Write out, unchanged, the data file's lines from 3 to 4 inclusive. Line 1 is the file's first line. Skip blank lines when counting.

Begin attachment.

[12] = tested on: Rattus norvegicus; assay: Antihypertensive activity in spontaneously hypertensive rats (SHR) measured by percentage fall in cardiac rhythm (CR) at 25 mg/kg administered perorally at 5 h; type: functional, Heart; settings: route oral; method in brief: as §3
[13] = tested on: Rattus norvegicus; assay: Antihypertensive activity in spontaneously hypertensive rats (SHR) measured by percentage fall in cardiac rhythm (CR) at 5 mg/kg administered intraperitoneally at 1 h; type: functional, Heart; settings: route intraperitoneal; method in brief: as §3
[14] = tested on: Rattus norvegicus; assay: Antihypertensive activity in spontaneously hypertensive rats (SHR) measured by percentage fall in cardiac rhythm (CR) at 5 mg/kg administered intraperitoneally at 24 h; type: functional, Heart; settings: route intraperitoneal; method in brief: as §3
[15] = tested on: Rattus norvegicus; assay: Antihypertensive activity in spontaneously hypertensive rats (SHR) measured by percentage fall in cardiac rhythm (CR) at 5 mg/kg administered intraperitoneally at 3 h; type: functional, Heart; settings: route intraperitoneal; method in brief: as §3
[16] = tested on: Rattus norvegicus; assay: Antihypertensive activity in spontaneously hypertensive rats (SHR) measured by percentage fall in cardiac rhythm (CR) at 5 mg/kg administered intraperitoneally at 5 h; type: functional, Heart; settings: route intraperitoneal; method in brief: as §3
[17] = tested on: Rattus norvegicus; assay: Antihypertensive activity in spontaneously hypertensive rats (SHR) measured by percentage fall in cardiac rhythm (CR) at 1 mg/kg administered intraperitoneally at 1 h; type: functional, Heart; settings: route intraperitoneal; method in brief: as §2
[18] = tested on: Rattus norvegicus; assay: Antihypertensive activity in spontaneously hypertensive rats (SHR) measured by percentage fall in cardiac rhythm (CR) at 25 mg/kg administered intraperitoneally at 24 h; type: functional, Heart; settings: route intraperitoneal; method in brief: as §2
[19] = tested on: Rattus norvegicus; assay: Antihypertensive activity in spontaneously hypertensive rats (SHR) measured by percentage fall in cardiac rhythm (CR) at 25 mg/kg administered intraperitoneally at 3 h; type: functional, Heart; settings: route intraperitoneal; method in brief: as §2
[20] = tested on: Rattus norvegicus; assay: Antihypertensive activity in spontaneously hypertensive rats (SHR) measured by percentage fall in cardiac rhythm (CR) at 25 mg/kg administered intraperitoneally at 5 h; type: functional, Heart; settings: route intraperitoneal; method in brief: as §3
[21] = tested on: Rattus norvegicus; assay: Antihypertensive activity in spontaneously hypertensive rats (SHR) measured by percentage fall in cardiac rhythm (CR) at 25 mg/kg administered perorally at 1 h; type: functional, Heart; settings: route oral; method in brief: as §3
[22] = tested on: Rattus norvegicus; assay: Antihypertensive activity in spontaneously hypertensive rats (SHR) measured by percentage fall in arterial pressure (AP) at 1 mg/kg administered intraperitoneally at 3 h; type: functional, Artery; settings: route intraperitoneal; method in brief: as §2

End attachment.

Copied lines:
[14] = tested on: Rattus norvegicus; assay: Antihypertensive activity in spontaneously hypertensive rats (SHR) measured by percentage fall in cardiac rhythm (CR) at 5 mg/kg administered intraperitoneally at 24 h; type: functional, Heart; settings: route intraperitoneal; method in brief: as §3
[15] = tested on: Rattus norvegicus; assay: Antihypertensive activity in spontaneously hypertensive rats (SHR) measured by percentage fall in cardiac rhythm (CR) at 5 mg/kg administered intraperitoneally at 3 h; type: functional, Heart; settings: route intraperitoneal; method in brief: as §3